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  1. Деятельность, практика и научное познание: оценивая заново советскую марксистскую критику прагматизма // Activity, Practice and Scientific Cognition: Reassessing Soviet Marxist Critiques to Pragmatism.Dimitris Kilakos - 2019 - In И. Джохадзе (ed.), 150 лет прагматизма. История и современность // 150 Years of Pragmatism. pp. 186-203.
    Одной из особенностей прагматизма является, как известно, трактовка познания, свободная от апелляции к корреспондентной теории истины и постулирования независимой (от человека) реальности. Все прагматисты, к каким бы воззрениям по частным вопросам они ни склонялись, придерживаются операциональной концепции познания. Согласно этой концепции, достаточным основанием знания является его применимость на практике. Данный аспект неоднократно затрагивался в ходе дискуссий о сходствах и различиях марксизма и прагматизма. Несмотря на существенное расхождение между прагматизмом и марксизмом в понимании природы знания, многие исследователи пытались провести параллели между (...)
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  2. The Prospects for a Monist Theory of Non-Causal Explanation in Science and Mathematics.Alexander Reutlinger, Mark Colyvan & Karolina Krzyżanowska - forthcoming - Erkenntnis:1-21.
    We explore the prospects of a monist account of explanation for both non-causal explanations in science and pure mathematics. Our starting point is the counterfactual theory of explanation (CTE) for explanations in science, as advocated in the recent literature on explanation. We argue that, despite the obvious differences between mathematical and scientific explanation, the CTE can be extended to cover both non-causal explanations in science and mathematical explanations. In particular, a successful application of the CTE to mathematical explanations requires us (...)
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  3. How to Save van Fraassen’s Own Antirealism: A Modest Proposal.Alessio Gava - 2020 - Perspectiva Filosófica 45 (1):1-21.
    Bas van Fraassen’s antirealist view of science and its aim, constructive empiricism, notoriously rests upon a distinction between observable and unobservable entities. In order to back his empiricist stance, the Dutch philosopher put forward his own characterization of observability. Nonetheless, he acknowledges that the point of constructive empiricism is not lost if the line is drawn in a somewhat different way from how he draws it. This means that other characterizations of observability can support this antirealist stance, provided they allow (...)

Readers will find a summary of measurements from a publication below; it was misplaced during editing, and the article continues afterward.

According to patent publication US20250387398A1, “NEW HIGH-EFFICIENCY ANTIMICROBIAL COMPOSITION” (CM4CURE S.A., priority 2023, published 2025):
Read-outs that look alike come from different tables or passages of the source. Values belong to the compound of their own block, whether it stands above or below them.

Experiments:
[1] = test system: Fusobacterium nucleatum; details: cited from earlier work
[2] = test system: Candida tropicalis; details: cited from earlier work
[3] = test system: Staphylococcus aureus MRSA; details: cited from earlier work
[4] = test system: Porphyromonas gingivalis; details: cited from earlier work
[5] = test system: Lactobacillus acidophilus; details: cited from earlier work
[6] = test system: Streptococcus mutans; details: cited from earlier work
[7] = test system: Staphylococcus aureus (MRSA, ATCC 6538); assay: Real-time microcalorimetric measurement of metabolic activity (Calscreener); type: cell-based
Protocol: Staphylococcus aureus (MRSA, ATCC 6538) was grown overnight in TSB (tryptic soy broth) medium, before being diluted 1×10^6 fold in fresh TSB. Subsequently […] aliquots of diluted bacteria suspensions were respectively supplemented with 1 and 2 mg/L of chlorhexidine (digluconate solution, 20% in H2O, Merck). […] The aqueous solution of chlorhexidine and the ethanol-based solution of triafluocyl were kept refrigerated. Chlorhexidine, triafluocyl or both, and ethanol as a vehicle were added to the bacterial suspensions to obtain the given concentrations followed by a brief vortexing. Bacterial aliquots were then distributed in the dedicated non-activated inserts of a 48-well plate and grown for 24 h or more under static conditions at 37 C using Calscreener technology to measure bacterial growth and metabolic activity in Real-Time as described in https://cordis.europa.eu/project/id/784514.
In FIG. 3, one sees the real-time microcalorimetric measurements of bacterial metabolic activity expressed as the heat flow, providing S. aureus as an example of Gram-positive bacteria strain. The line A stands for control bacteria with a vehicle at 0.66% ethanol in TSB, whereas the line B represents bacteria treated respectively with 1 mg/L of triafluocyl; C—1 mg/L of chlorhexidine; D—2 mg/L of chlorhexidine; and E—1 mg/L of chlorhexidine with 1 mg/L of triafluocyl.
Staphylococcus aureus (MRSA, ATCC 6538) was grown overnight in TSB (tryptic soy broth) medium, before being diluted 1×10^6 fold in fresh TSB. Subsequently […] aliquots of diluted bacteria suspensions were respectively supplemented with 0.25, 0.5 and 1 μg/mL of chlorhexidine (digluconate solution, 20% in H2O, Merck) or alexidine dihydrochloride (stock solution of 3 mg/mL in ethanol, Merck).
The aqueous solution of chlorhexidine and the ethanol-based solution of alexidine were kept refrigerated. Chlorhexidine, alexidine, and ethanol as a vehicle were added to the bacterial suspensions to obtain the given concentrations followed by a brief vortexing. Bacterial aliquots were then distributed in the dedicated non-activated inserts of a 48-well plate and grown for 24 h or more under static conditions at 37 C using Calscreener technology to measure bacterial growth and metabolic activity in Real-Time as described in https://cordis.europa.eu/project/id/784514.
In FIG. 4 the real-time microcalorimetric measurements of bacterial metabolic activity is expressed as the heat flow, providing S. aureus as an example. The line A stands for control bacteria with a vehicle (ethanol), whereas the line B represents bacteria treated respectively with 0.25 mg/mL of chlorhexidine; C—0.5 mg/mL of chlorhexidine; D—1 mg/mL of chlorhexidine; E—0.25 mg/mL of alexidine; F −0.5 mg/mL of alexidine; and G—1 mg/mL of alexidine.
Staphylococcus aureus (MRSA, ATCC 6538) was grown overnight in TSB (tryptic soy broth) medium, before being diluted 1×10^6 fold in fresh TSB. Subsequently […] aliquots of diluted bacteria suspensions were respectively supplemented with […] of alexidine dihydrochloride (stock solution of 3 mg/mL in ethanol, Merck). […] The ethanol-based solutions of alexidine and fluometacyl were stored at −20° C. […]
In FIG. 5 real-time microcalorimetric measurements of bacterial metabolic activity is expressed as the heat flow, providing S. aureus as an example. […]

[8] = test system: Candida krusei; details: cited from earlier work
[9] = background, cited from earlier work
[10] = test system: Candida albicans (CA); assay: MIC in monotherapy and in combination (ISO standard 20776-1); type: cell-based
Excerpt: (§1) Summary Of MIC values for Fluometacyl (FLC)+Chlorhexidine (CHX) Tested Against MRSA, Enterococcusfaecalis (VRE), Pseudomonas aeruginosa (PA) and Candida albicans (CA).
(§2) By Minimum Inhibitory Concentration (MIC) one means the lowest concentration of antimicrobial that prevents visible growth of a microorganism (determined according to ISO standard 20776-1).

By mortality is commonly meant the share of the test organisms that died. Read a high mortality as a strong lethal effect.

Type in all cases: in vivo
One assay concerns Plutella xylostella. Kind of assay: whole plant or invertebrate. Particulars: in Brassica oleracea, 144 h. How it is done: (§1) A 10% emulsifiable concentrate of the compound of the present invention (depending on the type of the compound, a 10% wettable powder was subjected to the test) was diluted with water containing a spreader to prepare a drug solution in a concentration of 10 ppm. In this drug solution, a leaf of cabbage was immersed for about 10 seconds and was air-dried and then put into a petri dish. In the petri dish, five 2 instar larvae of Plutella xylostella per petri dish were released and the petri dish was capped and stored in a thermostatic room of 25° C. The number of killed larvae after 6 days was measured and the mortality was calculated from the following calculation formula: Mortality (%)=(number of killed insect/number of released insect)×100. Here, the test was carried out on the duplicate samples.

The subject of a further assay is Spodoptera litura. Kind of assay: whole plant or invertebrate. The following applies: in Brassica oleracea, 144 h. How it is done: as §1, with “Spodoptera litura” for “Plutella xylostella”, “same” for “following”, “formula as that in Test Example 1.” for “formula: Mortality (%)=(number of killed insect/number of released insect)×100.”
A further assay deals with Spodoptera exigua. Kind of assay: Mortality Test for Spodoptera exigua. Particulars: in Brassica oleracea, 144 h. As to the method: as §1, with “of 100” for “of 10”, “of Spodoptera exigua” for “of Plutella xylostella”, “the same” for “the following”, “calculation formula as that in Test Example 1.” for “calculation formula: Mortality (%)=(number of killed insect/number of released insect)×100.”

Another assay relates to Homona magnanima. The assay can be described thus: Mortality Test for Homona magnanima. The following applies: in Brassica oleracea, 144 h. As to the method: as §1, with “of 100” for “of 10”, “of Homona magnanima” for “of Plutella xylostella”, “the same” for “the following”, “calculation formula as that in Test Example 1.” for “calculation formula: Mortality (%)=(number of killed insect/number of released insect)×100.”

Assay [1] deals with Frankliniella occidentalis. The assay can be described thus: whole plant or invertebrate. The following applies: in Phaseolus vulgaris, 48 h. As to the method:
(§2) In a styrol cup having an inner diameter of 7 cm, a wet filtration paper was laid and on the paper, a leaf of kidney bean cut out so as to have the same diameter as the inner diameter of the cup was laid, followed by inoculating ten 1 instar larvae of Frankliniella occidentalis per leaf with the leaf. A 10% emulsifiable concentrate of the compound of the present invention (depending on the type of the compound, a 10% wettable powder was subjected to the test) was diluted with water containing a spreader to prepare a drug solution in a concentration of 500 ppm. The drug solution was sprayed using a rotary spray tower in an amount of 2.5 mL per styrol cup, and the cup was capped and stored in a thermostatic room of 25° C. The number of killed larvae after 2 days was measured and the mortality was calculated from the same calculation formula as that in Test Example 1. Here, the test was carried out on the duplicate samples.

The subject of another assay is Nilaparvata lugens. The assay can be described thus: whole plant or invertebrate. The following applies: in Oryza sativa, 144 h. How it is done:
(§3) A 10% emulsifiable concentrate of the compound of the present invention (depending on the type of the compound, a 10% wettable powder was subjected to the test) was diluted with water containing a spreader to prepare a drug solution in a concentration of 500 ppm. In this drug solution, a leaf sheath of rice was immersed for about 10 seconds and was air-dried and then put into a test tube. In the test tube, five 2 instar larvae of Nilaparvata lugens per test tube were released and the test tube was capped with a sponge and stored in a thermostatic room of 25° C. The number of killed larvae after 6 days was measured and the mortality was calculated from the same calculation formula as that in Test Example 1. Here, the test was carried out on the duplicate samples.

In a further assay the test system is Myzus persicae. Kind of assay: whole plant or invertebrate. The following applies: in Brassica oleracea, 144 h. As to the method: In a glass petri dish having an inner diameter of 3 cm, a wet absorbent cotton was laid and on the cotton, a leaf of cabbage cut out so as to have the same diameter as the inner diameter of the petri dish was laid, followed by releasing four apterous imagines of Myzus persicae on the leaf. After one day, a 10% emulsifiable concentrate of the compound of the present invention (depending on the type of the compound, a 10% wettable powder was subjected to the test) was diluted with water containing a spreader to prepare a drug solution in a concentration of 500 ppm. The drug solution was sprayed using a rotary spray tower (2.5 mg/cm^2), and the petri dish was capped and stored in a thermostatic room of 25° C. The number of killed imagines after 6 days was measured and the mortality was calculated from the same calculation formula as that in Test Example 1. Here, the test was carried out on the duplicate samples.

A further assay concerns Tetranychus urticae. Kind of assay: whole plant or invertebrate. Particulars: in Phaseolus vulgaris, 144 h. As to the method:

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  4. Citation Concept Analysis (CCA): A New Form of Citation Analysis Revealing the Usefulness of Concepts for Other Researchers Illustrated by Exemplary Case Studies Including Classic Books by Thomas S. Kuhn and Karl R. Popper.Lutz Bornmann, K. Brad Wray & Robin Haunschild - 2020 - Scientometrics 122 (2):1051-1074.
    In recent years, the full text of papers are increasingly available electronically which opens up the possibility of quantitatively investigating citation contexts in more detail. In this study, we introduce a new form of citation analysis, which we call citation concept analysis (CCA). CCA is intended to reveal the cognitive impact certain concepts—published in a highly-cited landmark publication—have on the citing authors. It counts the number of times the concepts are mentioned (cited) in the citation context of citing publications. We (...)
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  5. Philosophy of Science Viewed Through the Lense of “Referenced Publication Years Spectroscopy” (RPYS).K. Brad Wray & Lutz Bornmann - 2015 - Scientometrics 102 (3):1987-1996.
    We examine the sub-field of philosophy of science using a new method developed in information science, Referenced Publication Years Spectroscopy (RPYS). RPYS allows us to identify peak years in citations in a field, which promises to help scholars identify the key contributions to a field, and revolutionary discoveries in a field. We discovered that philosophy of science, a sub-field in the humanities, differs significantly from other fields examined with this method. Books play a more important role in philosophy of science (...)
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  6. Type Theoretic Interpretation of Theories and Syntax-Semantics Debate in Philosophy of Science.Morteza Moniri - manuscript
    In this paper we discuss some proposed ways for defining the notions of structure and isomorphism between structures in the absence of formal language. We discuss Halvorson’s arguments against the semantic view conception of the notion of structure and Glymour and Lutz’s criticisms on Halvorson’s view. We suggest a new look at structures suggested by homotopy type theory (HoTT). This approach is consistent with both the syntactic and the semantic view in the philosophy of science.